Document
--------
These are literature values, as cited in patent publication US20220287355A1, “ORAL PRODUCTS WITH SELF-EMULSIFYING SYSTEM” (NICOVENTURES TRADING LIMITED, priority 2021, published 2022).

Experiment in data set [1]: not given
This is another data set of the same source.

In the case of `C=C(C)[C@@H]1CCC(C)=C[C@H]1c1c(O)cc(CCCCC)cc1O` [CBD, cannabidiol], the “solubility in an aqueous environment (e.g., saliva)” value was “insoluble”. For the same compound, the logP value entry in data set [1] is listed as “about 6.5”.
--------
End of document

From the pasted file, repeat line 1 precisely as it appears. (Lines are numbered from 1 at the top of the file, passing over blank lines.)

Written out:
These are literature values, as cited in patent publication US20220287355A1, “ORAL PRODUCTS WITH SELF-EMULSIFYING SYSTEM” (NICOVENTURES TRADING LIMITED, priority 2021, published 2022).